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Submission for National Children’s Nurseries Associations Conference 2011

24 Jan 2011

Submission for National Children’s Nurseries Associations Conference 2011

 

“Learning to Move, Moving to learn”

 

Development and Delivery of Fundamental Movement Skill Programmes for Pre-School Children: a collaborative initiative between Sports Studies and Physical Education, School of Education, UCC;  Health Action Zone,  Nth Cork, (HSE) and The Glen Resource and Leisure Centre, The Glen, Cork.

Wright and Sugden (1999) indicated the importance of promoting the “learning to move, moving to learn” concept among children with and without disabilities.  Further, Jones (1998) and other have driven the agenda of early intervention to promote quality learning among children.  The mastery of fundamental motor skills (FMS) among children and adolescents through quality physical education is a potentially important contribution to satisfying participation in sports, games, and other physical activities (Booth Okely T, McLellan L, Phongsavan P, Macaskill P, Patterson J, et al.  1999). Fundamental gross motor skills provide a foundation for later sport-specific movement skills, and are well accepted as building blocks for participation in popular forms of sports and games. It is important for children to develop neuromuscular coordination and to learn complex and advanced sport skills. Fundamental motor skills can also enhance students’ interpersonal, cognitive, and emotional development (Jones & Jordan 1998).

In a collaborative initiative with Health Action Zone, (HSE, Nth Cork) and The Glen Resource and Leisure Centre, Undergraduate students of the B. Ed in Sports Studies and Physical Education Degree Programme participated in the design and delivery of FMS programmes to preschool children on a weekly basis for a 12 week period.  An initial examination of participating University students’ reflections indicated that the children actively engaged in the programme, with occasional 1: 1 tuition and FMS began from a preliminary stage of development and moved to that of initial stage while engaging in programmes with a combined psychomotor, cognitive and affective component.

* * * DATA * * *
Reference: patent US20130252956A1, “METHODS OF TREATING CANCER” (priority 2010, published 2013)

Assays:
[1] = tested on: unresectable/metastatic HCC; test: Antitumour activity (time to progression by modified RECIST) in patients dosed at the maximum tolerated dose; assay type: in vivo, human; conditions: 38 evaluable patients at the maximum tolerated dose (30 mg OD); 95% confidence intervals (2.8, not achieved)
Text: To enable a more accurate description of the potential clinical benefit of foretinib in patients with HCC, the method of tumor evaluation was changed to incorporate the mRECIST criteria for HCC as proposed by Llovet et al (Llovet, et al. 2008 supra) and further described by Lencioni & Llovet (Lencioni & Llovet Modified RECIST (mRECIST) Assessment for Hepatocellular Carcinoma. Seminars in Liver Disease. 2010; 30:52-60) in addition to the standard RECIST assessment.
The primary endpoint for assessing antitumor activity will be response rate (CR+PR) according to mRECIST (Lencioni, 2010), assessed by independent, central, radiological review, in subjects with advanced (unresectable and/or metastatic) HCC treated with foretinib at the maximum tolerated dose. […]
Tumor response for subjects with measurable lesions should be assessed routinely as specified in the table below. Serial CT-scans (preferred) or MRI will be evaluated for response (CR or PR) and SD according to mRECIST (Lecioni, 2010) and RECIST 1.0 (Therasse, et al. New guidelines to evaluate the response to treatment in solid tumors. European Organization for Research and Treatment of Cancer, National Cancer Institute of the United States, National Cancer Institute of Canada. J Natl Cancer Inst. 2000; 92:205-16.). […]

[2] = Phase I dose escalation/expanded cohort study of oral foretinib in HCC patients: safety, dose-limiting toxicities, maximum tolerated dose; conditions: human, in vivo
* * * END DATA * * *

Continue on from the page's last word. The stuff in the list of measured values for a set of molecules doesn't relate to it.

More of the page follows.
The students will showcase their programmes at a workshop at the National Children's Nurseries Association, Annual Conference in April.  These programmes will also be available on the Education, NCNA and HAZ websites in the near future.  CD-Roms of the programmes will be distributed at the conference.

 

 

Programme  and Module Coordinator: Susan Crawford Ph.D

School of Education

Scoil an Oideachais

Leeholme, O' Donovan's Road, Cork, Ireland

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